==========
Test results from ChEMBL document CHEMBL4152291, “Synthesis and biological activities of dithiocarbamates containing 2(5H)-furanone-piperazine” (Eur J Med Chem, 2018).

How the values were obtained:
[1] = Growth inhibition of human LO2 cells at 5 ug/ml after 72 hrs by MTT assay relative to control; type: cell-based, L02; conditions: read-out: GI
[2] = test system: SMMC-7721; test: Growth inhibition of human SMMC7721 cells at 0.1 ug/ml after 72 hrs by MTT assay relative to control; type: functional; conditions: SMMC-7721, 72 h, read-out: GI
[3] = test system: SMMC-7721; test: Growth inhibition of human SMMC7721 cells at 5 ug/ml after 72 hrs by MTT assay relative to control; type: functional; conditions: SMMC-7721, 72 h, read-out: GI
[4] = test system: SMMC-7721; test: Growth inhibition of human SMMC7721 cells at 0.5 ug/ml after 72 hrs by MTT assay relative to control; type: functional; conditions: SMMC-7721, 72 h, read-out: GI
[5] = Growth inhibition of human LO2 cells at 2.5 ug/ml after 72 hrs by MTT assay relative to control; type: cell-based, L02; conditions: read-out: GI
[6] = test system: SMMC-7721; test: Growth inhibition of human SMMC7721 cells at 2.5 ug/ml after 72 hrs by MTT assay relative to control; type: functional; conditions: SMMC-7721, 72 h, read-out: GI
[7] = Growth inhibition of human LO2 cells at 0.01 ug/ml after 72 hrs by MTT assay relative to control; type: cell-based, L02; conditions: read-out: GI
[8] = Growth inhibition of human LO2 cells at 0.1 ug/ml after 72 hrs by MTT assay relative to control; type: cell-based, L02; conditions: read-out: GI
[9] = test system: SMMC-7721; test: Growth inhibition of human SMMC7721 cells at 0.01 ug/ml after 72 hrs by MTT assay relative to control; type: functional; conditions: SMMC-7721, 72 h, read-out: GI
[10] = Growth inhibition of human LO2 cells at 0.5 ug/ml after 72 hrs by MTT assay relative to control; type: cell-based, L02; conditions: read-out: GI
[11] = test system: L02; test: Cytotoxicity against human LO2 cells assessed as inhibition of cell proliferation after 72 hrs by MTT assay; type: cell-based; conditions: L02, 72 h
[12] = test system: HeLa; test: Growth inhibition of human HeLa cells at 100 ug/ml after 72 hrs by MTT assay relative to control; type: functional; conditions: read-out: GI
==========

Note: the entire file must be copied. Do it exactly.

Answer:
Test results from ChEMBL document CHEMBL4152291, “Synthesis and biological activities of dithiocarbamates containing 2(5H)-furanone-piperazine” (Eur J Med Chem, 2018).

How the values were obtained:
[1] = Growth inhibition of human LO2 cells at 5 ug/ml after 72 hrs by MTT assay relative to control; type: cell-based, L02; conditions: read-out: GI
[2] = test system: SMMC-7721; test: Growth inhibition of human SMMC7721 cells at 0.1 ug/ml after 72 hrs by MTT assay relative to control; type: functional; conditions: SMMC-7721, 72 h, read-out: GI
[3] = test system: SMMC-7721; test: Growth inhibition of human SMMC7721 cells at 5 ug/ml after 72 hrs by MTT assay relative to control; type: functional; conditions: SMMC-7721, 72 h, read-out: GI
[4] = test system: SMMC-7721; test: Growth inhibition of human SMMC7721 cells at 0.5 ug/ml after 72 hrs by MTT assay relative to control; type: functional; conditions: SMMC-7721, 72 h, read-out: GI
[5] = Growth inhibition of human LO2 cells at 2.5 ug/ml after 72 hrs by MTT assay relative to control; type: cell-based, L02; conditions: read-out: GI
[6] = test system: SMMC-7721; test: Growth inhibition of human SMMC7721 cells at 2.5 ug/ml after 72 hrs by MTT assay relative to control; type: functional; conditions: SMMC-7721, 72 h, read-out: GI
[7] = Growth inhibition of human LO2 cells at 0.01 ug/ml after 72 hrs by MTT assay relative to control; type: cell-based, L02; conditions: read-out: GI
[8] = Growth inhibition of human LO2 cells at 0.1 ug/ml after 72 hrs by MTT assay relative to control; type: cell-based, L02; conditions: read-out: GI
[9] = test system: SMMC-7721; test: Growth inhibition of human SMMC7721 cells at 0.01 ug/ml after 72 hrs by MTT assay relative to control; type: functional; conditions: SMMC-7721, 72 h, read-out: GI
[10] = Growth inhibition of human LO2 cells at 0.5 ug/ml after 72 hrs by MTT assay relative to control; type: cell-based, L02; conditions: read-out: GI
[11] = test system: L02; test: Cytotoxicity against human LO2 cells assessed as inhibition of cell proliferation after 72 hrs by MTT assay; type: cell-based; conditions: L02, 72 h
[12] = test system: HeLa; test: Growth inhibition of human HeLa cells at 100 ug/ml after 72 hrs by MTT assay relative to control; type: functional; conditions: read-out: GI